|Oscar knows best.|
I’m pretty good at being consistent with my kid. Except for when I’m not which, when I really think about it, is a lot of the time. Case in point:
“Mommy! Jack says he won’t play with me any more!”
“That’s a bummer. What happened right before Jack said he wouldn’t play with you any more?”
“Um, Let’s not focus on that right now…”
“Okay, baby. Come here. Look at me. It’s important that we tell the truth. We need all the information so we can problem solve this situation. What happened right before Jack didn’t want to play with you?”
“I pushed him.”
“That’s not what we do, baby. Go apologize to Jack right now. We don’t push. And we tell the truth.”
I must have done a good Wrath of God face because my four year old runs back towards the playground. “JAAAACCCCK! I’m not going to push! And I’m gonna tell the truth!”
I cross my fingers and attempt to rejoin the conversation with a knot of summer camp parents. The topic has shifted from birthday party venues to booty boot camp.
“Seriously, it’s amazing,” says the svelte, intense woman to my left. “I get up at 5.30a every weekday, do the class for 90 minutes, come home and shower, and I have so much energy!”
She’s greeted by a chorus of, “Wow! That sounds fantastic! You look great!” “That’s the one where they have garbage bins out in case you vomit, right? I’ve always wanted to try that!” “Does the gym have childcare?” “We should all go together!” And people actually start to make plans.
“What about you? What do you think?” They all look at me. My stoney silence has apparently failed to act as a cloaking device. I swear there’s a friend of a friend to my right eyeing my waistline to see if I’ve selected an A-line dress to hide a muffin top. Which I have. But still. Rude.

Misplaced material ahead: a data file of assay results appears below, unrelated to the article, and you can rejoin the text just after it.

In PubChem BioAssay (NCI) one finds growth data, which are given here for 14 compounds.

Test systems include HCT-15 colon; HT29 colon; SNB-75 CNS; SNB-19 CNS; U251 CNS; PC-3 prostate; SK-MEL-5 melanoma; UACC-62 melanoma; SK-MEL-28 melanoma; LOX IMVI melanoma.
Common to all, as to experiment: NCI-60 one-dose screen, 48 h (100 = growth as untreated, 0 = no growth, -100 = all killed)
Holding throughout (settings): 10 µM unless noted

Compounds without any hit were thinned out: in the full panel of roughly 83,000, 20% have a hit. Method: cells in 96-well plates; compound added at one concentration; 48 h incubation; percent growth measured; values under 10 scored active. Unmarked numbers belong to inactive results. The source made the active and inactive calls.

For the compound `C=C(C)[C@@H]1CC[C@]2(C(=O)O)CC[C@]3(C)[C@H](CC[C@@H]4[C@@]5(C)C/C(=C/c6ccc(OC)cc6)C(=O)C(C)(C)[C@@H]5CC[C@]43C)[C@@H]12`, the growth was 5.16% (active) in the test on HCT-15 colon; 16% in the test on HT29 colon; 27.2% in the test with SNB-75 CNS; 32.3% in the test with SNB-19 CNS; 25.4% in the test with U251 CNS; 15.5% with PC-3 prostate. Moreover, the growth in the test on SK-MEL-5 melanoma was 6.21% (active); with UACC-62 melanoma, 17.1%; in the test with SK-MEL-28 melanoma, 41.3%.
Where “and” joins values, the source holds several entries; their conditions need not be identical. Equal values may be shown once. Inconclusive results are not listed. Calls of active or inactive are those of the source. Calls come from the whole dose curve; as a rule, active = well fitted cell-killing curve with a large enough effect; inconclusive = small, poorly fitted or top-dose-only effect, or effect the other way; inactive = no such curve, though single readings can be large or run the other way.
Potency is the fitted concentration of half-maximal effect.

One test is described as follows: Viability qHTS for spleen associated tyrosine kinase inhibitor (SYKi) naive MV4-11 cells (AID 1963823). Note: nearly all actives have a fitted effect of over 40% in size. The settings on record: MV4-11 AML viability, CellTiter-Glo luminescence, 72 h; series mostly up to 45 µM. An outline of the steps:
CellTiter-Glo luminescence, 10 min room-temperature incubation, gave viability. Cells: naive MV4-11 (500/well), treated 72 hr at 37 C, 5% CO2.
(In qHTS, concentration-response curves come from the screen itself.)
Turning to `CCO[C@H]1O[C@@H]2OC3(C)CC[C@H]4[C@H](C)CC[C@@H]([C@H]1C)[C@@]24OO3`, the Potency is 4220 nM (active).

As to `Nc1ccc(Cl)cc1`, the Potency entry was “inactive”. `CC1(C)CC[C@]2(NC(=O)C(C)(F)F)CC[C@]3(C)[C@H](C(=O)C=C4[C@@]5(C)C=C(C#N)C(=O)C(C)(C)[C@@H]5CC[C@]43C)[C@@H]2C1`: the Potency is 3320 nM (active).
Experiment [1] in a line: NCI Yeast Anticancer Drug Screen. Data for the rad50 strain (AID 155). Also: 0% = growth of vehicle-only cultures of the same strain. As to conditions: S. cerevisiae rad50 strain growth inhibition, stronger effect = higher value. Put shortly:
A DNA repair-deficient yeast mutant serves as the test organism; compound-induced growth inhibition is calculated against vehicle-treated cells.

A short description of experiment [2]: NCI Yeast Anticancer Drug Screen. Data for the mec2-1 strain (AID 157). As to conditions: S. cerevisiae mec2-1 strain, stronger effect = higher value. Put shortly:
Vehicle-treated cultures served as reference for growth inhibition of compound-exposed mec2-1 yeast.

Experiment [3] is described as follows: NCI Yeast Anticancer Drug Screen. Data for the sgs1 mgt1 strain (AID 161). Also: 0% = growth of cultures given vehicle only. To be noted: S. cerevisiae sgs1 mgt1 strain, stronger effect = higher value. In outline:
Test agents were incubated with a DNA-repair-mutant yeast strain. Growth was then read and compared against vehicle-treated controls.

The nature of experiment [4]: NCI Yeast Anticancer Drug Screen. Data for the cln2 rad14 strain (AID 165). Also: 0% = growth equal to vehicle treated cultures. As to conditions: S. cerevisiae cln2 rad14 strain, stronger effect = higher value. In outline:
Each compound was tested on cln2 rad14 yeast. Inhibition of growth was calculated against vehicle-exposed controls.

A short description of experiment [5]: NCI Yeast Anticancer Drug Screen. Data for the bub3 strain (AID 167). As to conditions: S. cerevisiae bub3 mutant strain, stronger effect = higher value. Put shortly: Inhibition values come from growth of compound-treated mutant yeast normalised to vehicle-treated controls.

Obviously, like the rest of the planet, I understand that exercise is good for you which is why I begrudgingly engage in 30 minutes of it, 4 times a week and occasionally take up running in the laziest possible fashion. I get that that’s more like a half-assed effort not to become like the hover chair Big Gulp people in Wall-E than it is fully embracing the possibilities for awesomeness inherent in the human body. But, honestly, this is my relationship with exercise right now and I’m okay with that. The fact that no vomit is involved is just a bonus. But I don't want to get into that with them.
“I’m a night owl.” This is true. So I’m not technically lying. Though I am sidestepping the crux of the issue.
“Oh come on, it would be good for you!”
“I’m sure it would.” My daughter and the rest of the kids are standing next to us now, demanding snack.
“And actually I think they do have a later class. Like at 7p, maybe?”
Dammit. Really? “Oh. Ok.”
“Maybe we can get a whole group together to check out the evening class. That could be fun, right?”
“I’ll email you.”
“Great.” Look, lady. I appreciate you being friendly but I feel the same way about my gym rat friends' devotion to physical fitness as I do about my nerdy friends' devotion to going to Comic Con in costume. I'm really happy this brings you so much joy and I'm impressed by your dedication. But I'm good over here on my couch watching Dr. Who on iTunes. No, I will not be going to booty boot camp. Stop pushing this.
My daughter chooses this moment to pipe up, “I apologized to Jack. And I told the truth. Because that’s what we do.”
“That’s great, baby. I’m proud of you.”
“Are you gonna go exercise with my camp friends’ parents?”
“I might.” No.
“Are you sure?”
“Maybe.” Hell, yes, I’m sure: I will definitely not be going to booty boot camp.
We say our good-byes and ‘I’ll e-mail you!’s and head towards the car. “We always tell the truth, right Mommy?”
“Right. When you get a little older I’ll tell you about Oscar Wilde.”
And speaking of truthiness, names and details in this story have been changed to protect the innocent and avoid the wrath that often comes part and parcel with scrupulously honest sharing of personal stories on the interwebs.